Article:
Europe’s new privacy rule is reshaping the internet

There have been a lot of changes in privacy policies in the past few months. Companies are silently updating terms, rewriting contracts, and bringing out new personal data tools as a result of the huge legal shift that’s about to be made.

This legal measure is called the General Data Protection Regulation (GDPR) meant to reshape the nasty areas of the internet.

The GDPR was passed by the EU in 2016, setting rules on how personal data is shared and managed by companies. It was only meant to cover citizens of the EU but because of the universal nature of the internet, every online service is affected.

The GDPR has two measures, one of which is setting a high bar for obtaining personal data and secondly, the penalties for breaking the rules are severe (maximum fines per violation is 4% of the companies turnover or $20 million). The rules will be operational on the 25th of May, 2018.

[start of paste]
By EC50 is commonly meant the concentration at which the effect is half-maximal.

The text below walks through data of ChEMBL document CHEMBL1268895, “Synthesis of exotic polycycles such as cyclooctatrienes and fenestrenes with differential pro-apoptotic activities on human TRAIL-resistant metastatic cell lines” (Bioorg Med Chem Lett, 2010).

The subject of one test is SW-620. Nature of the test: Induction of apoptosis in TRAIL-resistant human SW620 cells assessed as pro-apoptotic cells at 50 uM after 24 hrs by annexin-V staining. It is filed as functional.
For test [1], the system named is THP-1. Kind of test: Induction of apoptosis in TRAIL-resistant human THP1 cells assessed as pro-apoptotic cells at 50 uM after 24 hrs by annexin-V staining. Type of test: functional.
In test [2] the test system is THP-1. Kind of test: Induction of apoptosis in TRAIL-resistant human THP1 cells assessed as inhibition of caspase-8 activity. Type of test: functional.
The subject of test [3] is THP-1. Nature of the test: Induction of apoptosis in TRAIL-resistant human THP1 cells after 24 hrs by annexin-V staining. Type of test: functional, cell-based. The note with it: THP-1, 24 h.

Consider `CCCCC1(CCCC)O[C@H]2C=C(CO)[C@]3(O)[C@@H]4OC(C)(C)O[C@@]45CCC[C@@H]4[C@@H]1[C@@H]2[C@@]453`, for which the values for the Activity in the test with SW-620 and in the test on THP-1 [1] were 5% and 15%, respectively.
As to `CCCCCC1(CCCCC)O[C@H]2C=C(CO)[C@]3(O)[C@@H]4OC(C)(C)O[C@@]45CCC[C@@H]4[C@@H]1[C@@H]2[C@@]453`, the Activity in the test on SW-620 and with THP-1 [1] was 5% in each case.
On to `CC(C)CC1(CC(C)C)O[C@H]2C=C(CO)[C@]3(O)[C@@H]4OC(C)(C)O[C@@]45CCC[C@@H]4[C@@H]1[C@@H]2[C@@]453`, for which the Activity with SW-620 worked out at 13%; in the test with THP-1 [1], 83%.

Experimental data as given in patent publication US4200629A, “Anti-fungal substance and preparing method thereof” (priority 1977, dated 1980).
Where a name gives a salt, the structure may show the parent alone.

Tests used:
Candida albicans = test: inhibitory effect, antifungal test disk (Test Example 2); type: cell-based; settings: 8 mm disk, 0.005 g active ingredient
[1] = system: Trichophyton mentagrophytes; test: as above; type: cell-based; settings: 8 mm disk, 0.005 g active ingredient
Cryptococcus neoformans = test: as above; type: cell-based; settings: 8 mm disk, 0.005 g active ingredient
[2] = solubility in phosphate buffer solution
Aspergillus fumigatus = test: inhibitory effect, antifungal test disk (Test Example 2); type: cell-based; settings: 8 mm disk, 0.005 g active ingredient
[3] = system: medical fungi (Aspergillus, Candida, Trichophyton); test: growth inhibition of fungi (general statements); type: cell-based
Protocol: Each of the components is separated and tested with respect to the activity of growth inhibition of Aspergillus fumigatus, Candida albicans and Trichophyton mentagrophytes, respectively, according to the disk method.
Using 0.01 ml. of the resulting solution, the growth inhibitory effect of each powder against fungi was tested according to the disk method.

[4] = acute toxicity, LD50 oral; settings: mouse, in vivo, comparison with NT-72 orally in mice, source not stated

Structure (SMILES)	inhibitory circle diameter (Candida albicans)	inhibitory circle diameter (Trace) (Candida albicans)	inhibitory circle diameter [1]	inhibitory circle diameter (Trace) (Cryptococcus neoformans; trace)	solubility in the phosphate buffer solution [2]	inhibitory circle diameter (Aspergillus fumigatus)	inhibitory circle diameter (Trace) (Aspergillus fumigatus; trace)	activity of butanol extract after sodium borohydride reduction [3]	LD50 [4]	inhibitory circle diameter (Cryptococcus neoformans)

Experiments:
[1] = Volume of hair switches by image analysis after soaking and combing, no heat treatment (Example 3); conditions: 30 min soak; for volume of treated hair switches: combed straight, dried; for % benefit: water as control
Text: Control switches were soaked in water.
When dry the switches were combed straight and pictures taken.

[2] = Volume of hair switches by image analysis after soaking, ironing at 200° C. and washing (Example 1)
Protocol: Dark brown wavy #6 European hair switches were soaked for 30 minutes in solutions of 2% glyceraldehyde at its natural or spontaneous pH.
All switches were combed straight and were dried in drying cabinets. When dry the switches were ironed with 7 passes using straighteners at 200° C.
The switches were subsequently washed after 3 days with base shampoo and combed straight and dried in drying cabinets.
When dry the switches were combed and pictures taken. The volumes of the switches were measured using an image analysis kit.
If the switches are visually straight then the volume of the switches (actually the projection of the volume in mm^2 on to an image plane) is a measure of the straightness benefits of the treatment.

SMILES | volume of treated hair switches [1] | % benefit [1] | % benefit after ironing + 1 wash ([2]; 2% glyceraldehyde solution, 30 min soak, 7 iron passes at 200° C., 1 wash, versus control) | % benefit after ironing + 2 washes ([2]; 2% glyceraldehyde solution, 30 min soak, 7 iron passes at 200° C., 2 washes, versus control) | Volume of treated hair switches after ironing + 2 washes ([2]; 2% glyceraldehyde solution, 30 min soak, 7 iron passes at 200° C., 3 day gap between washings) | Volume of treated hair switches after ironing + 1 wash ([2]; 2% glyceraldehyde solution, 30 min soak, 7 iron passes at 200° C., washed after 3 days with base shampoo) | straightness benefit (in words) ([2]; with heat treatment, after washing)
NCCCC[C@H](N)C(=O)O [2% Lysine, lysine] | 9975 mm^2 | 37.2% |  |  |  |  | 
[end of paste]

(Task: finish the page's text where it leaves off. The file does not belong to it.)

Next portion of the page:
As a result there will be changes in Terms of service and other warnings. More so, there will be opportunity for you to download all the data a company has on you. You can also transfer this data between networks. The GDPR adds composite new requirements for companies that get user data second-hand bringing about more transparency on the part of the company.

It’s hard to say if this measure will make data collection more prying or if there will be aggressive implementation of the regulators, but, one thing is certain and that is that breaches will get more expensive and that cost will spread throughout the network. Also, it will be more difficult to make data collection invasive. A lot of the internet is based on sharing of user data. A lot of people have for a long time assumed that user data will be easily shared across networks but the GDPR is out to stop that possibility. Now, the NSA and political firms like Cambridge Analytica won’t be able to mess with any data for any reason whatsoever.

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